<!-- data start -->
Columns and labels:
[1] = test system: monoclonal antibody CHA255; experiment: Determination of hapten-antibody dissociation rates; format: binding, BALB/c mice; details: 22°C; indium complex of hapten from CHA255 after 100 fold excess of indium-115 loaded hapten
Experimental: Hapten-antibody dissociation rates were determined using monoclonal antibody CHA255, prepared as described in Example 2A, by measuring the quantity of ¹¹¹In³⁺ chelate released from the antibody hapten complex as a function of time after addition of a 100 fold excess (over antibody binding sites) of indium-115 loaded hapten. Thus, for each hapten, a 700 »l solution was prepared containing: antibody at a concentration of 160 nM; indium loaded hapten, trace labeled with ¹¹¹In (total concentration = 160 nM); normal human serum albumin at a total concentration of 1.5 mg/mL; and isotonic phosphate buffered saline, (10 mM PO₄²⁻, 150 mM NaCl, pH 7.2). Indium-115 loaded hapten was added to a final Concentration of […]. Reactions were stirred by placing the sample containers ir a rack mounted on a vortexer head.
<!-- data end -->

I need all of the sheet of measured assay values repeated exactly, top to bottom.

Columns and labels:
[1] = test system: monoclonal antibody CHA255; experiment: Determination of hapten-antibody dissociation rates; format: binding, BALB/c mice; details: 22°C; indium complex of hapten from CHA255 after 100 fold excess of indium-115 loaded hapten
Experimental: Hapten-antibody dissociation rates were determined using monoclonal antibody CHA255, prepared as described in Example 2A, by measuring the quantity of ¹¹¹In³⁺ chelate released from the antibody hapten complex as a function of time after addition of a 100 fold excess (over antibody binding sites) of indium-115 loaded hapten. Thus, for each hapten, a 700 »l solution was prepared containing: antibody at a concentration of 160 nM; indium loaded hapten, trace labeled with ¹¹¹In (total concentration = 160 nM); normal human serum albumin at a total concentration of 1.5 mg/mL; and isotonic phosphate buffered saline, (10 mM PO₄²⁻, 150 mM NaCl, pH 7.2). Indium-115 loaded hapten was added to a final Concentration of […]. Reactions were stirred by placing the sample containers ir a rack mounted on a vortexer head.